- Are you the DBA of your source database, and if not, can you request changes to the source database?
- Do you have any cloud-specific restrictions, like a VPC or multi-AZ migrations?
Our team quickly settled on the fact that AWS Database Migration Service (DMS) was probably our best option. We also considered a native JDBC connection and Oracle GoldenGate. DMS is the most documented solution and arguably the cheapest for streaming. JDBC is always a good backup because it’s free after compute costs, and Oracle GoldenGate would probably be fine, but expensive to license. For these reasons we chose to go with the following solution:
Following from left to right, the data starts in a client-managed database on AWS RDS and uses Oracle Data Guard to transfer that to a read replica. These pieces are listed as “semi-out of our control”, because we do not own these systems. We can, however, request certain permissions, a necessary component for our migration, and one that took place at 3am on a weekday (Production databases, much to the displeasure of my sleep schedule, can only be modified during off hours). It should be noted that the ability to work with the team that manages your source data is almost always a requirement of a successful database migration, because streaming demands the enablement of certain logging permissions. If you can’t enable supplemental logging on your Oracle Source database, you most likely will not have success streaming data.
A DMS task then links the source endpoint read replica to our target endpoint S3 bucket. This S3 bucket is mounted to Databricks, and from there we can leverage Autoloader to stream the data from S3 into a Databricks Database.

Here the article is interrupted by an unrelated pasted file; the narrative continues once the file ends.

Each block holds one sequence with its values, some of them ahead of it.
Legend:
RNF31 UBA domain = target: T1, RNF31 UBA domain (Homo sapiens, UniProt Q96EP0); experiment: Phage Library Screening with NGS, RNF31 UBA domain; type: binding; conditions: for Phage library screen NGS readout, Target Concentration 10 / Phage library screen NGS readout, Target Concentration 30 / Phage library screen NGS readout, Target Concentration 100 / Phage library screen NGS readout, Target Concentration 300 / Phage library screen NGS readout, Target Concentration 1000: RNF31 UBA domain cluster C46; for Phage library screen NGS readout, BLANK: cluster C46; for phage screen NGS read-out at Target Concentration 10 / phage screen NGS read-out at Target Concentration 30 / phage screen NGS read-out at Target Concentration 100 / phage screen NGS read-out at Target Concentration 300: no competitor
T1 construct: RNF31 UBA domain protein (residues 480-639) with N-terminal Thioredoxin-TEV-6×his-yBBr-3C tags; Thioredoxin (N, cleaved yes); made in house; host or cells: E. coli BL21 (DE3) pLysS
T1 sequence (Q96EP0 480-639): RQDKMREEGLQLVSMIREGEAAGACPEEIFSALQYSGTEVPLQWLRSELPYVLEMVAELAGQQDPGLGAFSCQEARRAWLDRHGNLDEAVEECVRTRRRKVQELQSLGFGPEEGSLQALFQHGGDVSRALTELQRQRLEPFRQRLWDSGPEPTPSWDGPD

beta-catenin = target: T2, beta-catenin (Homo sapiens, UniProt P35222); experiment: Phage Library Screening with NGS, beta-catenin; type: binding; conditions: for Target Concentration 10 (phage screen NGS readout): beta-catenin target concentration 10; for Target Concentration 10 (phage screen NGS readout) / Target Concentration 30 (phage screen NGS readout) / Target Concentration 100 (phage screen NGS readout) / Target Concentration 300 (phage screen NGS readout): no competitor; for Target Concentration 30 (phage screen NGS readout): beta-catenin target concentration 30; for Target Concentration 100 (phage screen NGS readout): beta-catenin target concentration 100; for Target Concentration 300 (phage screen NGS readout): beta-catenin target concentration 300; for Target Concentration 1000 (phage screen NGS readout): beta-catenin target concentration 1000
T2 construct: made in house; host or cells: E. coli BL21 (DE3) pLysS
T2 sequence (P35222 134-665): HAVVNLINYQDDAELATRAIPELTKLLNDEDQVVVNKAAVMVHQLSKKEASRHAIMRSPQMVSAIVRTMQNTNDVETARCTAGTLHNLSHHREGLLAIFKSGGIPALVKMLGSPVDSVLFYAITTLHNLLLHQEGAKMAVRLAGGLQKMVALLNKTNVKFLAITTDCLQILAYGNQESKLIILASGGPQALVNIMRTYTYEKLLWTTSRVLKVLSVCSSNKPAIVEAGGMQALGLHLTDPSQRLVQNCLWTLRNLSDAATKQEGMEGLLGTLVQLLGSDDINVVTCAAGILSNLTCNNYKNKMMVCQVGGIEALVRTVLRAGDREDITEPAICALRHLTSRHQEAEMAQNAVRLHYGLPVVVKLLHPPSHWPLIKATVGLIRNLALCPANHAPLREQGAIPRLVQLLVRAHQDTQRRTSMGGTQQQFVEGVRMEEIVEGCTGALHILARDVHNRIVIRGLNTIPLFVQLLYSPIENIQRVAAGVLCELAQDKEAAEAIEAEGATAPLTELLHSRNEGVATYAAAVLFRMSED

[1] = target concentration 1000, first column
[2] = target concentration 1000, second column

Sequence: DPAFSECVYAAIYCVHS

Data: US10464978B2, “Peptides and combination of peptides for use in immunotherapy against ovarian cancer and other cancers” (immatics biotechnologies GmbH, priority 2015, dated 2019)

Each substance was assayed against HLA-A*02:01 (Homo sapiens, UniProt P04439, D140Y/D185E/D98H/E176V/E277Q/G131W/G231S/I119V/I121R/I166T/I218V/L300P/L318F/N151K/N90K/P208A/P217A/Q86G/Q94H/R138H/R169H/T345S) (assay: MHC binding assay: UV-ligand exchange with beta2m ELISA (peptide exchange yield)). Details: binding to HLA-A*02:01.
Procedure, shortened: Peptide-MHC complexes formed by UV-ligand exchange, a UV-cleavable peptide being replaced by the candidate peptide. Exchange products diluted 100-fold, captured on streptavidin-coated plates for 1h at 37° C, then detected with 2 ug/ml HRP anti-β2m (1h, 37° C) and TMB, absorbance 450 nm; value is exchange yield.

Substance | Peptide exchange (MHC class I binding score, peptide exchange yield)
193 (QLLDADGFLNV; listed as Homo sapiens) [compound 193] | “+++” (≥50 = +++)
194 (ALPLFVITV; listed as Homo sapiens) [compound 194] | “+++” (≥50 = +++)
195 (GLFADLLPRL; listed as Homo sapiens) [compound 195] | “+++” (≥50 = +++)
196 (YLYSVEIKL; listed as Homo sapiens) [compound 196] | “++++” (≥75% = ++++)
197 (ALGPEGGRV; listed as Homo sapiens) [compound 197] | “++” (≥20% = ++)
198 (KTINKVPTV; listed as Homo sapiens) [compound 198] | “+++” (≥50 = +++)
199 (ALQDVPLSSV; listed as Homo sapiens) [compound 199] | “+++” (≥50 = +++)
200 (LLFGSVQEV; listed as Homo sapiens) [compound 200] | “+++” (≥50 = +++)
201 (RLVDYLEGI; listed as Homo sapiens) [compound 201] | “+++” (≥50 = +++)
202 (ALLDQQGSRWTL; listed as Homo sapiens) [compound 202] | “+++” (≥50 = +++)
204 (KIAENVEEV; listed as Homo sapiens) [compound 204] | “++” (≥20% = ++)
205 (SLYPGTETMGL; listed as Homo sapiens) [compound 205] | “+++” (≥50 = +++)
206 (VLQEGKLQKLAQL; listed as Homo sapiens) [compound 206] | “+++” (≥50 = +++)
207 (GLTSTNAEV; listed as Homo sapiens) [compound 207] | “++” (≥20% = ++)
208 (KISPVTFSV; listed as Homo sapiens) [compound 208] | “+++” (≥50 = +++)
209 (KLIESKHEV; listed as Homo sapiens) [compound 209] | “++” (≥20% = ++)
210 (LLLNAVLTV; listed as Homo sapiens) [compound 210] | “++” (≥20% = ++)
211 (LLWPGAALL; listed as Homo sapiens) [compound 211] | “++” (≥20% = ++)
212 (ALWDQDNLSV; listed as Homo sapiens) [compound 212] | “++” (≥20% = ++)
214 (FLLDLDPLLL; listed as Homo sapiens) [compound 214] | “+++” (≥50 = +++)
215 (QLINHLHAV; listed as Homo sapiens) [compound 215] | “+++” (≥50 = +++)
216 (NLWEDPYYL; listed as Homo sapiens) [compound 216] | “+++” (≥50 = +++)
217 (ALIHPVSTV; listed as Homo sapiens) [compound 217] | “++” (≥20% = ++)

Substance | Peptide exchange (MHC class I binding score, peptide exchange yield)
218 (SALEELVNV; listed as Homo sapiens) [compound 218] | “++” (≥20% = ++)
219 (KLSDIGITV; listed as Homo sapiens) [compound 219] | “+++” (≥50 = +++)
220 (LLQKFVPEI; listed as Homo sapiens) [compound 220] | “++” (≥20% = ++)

The mounting is optional — it basically just means that your S3 bucket is a folder within the Databricks File Store (DBFS). The difference is having a path to your S3 bucket of dbfs://…/s3-bucket/ versus s3://…/s3-bucket/
At the end of this pipeline, our data is accessible in Databricks, streaming from the source database with a delay time of >1 minute without additional tuning. Considering the 2500 tables and multiple hoops our data needs to jump through to get from A to B, this is an incredible feat of modern technology. Furthermore, this is without any tuning — we are confident that properly partitioned tables and ideal DMS settings will bring us down even further.
This is the end of Part I. Part II will describe the exact processes and permissions needed for actually running this pipeline successfully. To reiterate some key pieces from Part I, a bit of “Things I wish I knew before starting my data migration”, here’s a recap:
- Before deciding on your data migration solution, make sure you detail the specifications of your source database: Is it Oracle or SQLServer? Is it self-managed or hosted on RDS? Are you dealing with a read-replica, or the original data? These specifications are your boundaries for the “Art of the Possible”
- After having the specifications of your source database, specify your solution requirements: do I need CDC? Is resiliency a high concern? do we have fiscal restraints? These specifications help outline where you should direct your focus.
- After outlining your migration architecture, reexamine the restrictions of each component (Source endpoint, migration tool, target endpoint). Check and make sure you will not hit any dead ends, due to a source database that is incompatible with your proposed solution. I cannot stress this aspect enough.
I usually attempt development with a fast-and-loose mindset, preferring to deal with the problems when they get there rather than planning meticulously. Although many refer to these techniques with phrases such as “reckless development” or “careless coding”, I prefer the phrase “highly agile development”. With a database migration, however, a hybrid agile approach should absolutely be considered. This is because building a migration pipeline is similar to building the real sort of pipe: without a plan that explores every potential point of failure, every obstacle, your migration is likely to fail in the latest stages of development. When you realize a mountain prevents you from laying down the last pipes, the system might be too complex to fix. Then, it’s back to square one.